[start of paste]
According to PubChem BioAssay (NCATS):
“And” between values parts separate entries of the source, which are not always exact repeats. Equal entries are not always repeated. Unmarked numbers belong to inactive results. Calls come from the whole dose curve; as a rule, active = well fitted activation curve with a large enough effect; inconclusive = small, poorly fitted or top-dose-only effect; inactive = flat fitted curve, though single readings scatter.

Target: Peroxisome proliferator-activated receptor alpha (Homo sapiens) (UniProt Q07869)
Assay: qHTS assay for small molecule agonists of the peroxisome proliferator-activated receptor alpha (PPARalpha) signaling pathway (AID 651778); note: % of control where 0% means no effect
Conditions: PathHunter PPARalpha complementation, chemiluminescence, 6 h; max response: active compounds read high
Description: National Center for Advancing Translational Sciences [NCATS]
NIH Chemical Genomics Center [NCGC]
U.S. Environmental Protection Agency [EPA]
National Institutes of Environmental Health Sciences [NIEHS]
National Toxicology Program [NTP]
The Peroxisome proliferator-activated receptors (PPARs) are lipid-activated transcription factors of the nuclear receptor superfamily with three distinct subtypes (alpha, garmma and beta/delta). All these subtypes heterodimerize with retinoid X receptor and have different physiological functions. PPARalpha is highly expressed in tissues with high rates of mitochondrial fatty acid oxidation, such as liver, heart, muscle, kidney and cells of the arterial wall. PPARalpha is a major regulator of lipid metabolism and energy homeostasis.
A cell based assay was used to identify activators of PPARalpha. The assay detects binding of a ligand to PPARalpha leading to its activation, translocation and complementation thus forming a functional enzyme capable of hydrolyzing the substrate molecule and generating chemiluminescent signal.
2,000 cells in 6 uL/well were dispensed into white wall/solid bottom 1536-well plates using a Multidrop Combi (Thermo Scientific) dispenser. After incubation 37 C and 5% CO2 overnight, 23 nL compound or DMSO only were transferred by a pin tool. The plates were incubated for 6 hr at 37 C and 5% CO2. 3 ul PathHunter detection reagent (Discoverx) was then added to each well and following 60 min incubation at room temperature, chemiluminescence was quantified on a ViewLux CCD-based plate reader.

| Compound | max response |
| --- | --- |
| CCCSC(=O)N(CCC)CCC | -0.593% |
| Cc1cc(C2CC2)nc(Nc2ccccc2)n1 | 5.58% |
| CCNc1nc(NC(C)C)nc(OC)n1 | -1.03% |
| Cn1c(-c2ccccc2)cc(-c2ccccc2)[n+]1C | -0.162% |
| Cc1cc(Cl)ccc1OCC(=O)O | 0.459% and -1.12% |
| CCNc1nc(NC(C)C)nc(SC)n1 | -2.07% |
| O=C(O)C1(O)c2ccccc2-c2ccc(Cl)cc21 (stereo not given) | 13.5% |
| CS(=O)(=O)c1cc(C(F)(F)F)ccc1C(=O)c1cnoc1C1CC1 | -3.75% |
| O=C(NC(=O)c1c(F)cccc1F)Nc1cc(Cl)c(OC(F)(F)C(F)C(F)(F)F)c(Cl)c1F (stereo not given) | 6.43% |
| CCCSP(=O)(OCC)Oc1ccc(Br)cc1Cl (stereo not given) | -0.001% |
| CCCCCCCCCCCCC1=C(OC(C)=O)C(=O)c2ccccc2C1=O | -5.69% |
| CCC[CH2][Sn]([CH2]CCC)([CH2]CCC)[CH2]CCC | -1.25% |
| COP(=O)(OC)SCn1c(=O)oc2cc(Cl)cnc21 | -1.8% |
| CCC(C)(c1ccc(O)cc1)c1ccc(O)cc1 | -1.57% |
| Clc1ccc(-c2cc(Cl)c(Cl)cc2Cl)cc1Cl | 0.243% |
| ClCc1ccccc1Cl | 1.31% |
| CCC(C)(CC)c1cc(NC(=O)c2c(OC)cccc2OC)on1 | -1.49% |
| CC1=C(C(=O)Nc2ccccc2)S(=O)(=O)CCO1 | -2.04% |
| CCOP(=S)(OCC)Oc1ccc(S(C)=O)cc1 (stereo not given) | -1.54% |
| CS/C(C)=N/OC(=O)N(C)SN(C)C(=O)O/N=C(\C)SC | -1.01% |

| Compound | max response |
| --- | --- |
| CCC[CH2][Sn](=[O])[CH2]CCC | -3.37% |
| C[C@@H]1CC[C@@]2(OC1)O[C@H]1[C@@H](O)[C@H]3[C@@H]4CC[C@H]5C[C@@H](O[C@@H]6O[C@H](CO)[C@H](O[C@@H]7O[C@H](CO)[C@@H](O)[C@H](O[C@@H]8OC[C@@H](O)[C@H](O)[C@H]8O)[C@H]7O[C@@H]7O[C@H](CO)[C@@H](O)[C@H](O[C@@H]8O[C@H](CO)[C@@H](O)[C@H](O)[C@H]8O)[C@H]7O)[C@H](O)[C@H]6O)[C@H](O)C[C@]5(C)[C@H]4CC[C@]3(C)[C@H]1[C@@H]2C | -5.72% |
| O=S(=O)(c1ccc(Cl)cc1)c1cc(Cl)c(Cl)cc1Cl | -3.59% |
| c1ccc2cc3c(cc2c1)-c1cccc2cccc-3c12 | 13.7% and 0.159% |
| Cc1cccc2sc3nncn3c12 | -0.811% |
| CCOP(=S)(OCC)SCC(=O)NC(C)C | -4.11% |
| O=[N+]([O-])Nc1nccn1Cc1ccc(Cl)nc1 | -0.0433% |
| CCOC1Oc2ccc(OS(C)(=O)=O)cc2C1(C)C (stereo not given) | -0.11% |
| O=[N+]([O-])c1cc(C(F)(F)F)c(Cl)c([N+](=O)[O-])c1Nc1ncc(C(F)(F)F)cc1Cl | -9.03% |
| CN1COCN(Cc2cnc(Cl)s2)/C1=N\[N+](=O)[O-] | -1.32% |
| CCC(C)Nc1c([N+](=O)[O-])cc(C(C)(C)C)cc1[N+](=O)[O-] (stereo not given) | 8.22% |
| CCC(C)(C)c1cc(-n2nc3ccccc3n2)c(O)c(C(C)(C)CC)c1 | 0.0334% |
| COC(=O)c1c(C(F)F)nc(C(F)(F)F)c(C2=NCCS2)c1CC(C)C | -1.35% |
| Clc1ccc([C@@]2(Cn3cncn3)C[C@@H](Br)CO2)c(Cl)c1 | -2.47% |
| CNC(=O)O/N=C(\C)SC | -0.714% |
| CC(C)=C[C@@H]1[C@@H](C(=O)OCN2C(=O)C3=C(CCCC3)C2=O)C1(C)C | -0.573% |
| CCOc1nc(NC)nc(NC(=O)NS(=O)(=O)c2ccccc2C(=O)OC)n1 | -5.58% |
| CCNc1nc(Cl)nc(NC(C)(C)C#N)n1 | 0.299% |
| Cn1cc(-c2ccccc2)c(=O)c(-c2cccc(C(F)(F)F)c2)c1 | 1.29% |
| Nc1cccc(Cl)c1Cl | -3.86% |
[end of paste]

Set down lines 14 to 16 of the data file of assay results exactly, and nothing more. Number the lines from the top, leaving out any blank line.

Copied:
| Compound | max response |
| --- | --- |
| CCCSC(=O)N(CCC)CCC | -0.593% |